Also Known as: Cuminum cyminum, Should not be confused with black cumin, the Chinese medicinal herb, or sweet cumin, better known as fennel, or caraway.
Farming Type: Organic
Cumin is the seed of a small plant in the parsley family. It was used 5000 years ago by the Egyptians as both a spice and an ingredient in the mummification process. The Greeks and Romans also used cumin and highly regarded it as one of the essential spices. In the Middle Ages cumin seed was thought to promote love and fidelity, so it was carried by attendees of weddings, and soldiers were always sent off to battle with a fresh loaf of cumin seed bread. Pungent, sharp, and slightly sweet, the greenish brown powder of this herb is an essential ingredient in Mexican and Indian cuisine.
Most often used in cooking, can be added to other herbs in teas, tinctures, or encapsulations. According to the Bible, cumin was so valuable that it could be used in the place of money when it came time to tithe in church. Note: Ground cumin should be kept in an air-tight container. Add to cooking in moderation; the pungency of cumin can overwhelm other flavors in a dish. Be forewarned that cumin stimulates the appetite and may increase lactation in nursing mothers.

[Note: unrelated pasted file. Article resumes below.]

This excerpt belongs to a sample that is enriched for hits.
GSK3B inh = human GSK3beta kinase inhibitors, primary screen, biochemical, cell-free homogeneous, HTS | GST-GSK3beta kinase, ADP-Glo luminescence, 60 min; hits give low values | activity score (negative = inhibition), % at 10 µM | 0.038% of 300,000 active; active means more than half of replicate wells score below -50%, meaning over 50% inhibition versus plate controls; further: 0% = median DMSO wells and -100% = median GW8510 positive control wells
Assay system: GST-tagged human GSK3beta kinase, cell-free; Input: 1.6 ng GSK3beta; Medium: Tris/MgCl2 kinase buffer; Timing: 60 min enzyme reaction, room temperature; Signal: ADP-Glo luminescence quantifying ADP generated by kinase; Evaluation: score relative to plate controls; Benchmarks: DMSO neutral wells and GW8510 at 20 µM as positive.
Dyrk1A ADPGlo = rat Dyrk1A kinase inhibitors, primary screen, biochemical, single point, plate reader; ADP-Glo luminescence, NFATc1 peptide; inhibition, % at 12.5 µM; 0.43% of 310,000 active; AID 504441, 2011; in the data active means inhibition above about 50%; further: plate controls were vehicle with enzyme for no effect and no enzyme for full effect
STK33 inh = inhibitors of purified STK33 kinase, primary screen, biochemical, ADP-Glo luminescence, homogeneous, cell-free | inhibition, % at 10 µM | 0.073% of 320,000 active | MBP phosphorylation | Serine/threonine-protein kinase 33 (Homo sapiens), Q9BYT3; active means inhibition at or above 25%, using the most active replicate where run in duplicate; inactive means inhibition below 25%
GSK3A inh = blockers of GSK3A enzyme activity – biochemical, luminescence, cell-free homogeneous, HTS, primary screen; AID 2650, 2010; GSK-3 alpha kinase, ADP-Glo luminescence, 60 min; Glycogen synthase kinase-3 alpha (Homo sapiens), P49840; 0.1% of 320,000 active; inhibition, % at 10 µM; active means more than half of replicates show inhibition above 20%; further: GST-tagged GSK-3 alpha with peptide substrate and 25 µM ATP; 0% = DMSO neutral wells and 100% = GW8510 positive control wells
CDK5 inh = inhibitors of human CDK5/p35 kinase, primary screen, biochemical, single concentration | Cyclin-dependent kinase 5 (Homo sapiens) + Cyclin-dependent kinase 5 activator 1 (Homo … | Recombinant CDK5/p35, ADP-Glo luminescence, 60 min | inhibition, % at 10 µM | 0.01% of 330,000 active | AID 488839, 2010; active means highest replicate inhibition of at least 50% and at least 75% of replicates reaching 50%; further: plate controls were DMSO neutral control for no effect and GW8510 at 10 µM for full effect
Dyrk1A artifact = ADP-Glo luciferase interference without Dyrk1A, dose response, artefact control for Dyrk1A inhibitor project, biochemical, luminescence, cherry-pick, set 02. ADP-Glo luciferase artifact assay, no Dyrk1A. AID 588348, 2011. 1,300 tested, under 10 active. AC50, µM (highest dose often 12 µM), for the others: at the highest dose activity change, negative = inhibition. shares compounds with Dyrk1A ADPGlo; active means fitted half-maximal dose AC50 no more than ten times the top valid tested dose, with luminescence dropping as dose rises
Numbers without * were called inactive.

In magick, Cumin seed is ruled by Mars and Fire. It was been used through the ages to protect against theft - both by baking it into foods and by carring it with you as a natural Amulet. It can be used for protection when burned with Frankincense and scattered accross the grounds of a property. It can also be used in love magick, to promote fidelity and lust.